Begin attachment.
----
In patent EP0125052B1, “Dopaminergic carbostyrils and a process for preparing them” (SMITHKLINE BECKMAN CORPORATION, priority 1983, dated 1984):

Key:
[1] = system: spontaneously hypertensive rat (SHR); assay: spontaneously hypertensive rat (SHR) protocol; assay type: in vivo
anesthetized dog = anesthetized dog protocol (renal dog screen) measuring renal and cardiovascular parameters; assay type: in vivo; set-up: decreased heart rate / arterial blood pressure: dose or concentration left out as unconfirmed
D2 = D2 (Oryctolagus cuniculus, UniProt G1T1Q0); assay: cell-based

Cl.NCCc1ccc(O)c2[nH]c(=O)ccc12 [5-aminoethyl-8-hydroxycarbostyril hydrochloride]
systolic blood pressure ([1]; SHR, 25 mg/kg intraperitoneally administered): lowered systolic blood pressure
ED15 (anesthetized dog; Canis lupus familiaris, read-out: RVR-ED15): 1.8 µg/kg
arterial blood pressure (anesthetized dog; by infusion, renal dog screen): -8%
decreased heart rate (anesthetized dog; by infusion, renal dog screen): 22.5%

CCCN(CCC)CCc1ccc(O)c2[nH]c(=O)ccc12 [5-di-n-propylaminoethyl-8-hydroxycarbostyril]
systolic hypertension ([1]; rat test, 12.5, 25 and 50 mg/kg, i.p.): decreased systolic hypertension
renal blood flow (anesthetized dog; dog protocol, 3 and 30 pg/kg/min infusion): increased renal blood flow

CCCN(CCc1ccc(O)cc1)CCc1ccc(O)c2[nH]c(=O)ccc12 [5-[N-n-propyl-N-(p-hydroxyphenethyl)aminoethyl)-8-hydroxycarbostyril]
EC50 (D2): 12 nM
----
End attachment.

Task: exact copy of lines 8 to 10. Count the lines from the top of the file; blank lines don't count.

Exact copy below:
ED15 (anesthetized dog; Canis lupus familiaris, read-out: RVR-ED15): 1.8 µg/kg
arterial blood pressure (anesthetized dog; by infusion, renal dog screen): -8%
decreased heart rate (anesthetized dog; by infusion, renal dog screen): 22.5%